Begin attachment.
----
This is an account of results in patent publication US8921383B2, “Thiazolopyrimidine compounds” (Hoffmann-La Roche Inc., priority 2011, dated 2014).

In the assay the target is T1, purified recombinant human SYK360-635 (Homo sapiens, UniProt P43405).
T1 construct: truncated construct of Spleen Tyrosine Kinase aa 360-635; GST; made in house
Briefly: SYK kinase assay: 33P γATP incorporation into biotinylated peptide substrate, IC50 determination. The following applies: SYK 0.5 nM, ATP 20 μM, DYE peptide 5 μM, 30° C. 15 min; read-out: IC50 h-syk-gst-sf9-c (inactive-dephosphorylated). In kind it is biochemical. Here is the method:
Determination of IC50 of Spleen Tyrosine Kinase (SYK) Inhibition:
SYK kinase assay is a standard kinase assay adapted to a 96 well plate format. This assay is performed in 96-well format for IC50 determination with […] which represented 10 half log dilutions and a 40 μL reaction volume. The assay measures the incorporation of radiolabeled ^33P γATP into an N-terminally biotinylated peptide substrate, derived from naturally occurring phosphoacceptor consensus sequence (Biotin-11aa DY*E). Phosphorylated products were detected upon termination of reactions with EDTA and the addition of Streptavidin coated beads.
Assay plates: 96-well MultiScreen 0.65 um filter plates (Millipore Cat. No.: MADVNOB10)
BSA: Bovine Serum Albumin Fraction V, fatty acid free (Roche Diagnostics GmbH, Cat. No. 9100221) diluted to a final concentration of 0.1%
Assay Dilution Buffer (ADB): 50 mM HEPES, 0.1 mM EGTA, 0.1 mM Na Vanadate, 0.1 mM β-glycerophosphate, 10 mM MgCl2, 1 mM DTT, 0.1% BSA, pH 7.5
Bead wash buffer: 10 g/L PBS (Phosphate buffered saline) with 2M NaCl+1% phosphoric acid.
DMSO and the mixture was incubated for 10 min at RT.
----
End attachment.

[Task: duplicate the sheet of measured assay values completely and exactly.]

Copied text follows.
This is an account of results in patent publication US8921383B2, “Thiazolopyrimidine compounds” (Hoffmann-La Roche Inc., priority 2011, dated 2014).

In the assay the target is T1, purified recombinant human SYK360-635 (Homo sapiens, UniProt P43405).
T1 construct: truncated construct of Spleen Tyrosine Kinase aa 360-635; GST; made in house
Briefly: SYK kinase assay: 33P γATP incorporation into biotinylated peptide substrate, IC50 determination. The following applies: SYK 0.5 nM, ATP 20 μM, DYE peptide 5 μM, 30° C. 15 min; read-out: IC50 h-syk-gst-sf9-c (inactive-dephosphorylated). In kind it is biochemical. Here is the method:
Determination of IC50 of Spleen Tyrosine Kinase (SYK) Inhibition:
SYK kinase assay is a standard kinase assay adapted to a 96 well plate format. This assay is performed in 96-well format for IC50 determination with […] which represented 10 half log dilutions and a 40 μL reaction volume. The assay measures the incorporation of radiolabeled ^33P γATP into an N-terminally biotinylated peptide substrate, derived from naturally occurring phosphoacceptor consensus sequence (Biotin-11aa DY*E). Phosphorylated products were detected upon termination of reactions with EDTA and the addition of Streptavidin coated beads.
Assay plates: 96-well MultiScreen 0.65 um filter plates (Millipore Cat. No.: MADVNOB10)
BSA: Bovine Serum Albumin Fraction V, fatty acid free (Roche Diagnostics GmbH, Cat. No. 9100221) diluted to a final concentration of 0.1%
Assay Dilution Buffer (ADB): 50 mM HEPES, 0.1 mM EGTA, 0.1 mM Na Vanadate, 0.1 mM β-glycerophosphate, 10 mM MgCl2, 1 mM DTT, 0.1% BSA, pH 7.5
Bead wash buffer: 10 g/L PBS (Phosphate buffered saline) with 2M NaCl+1% phosphoric acid.
DMSO and the mixture was incubated for 10 min at RT.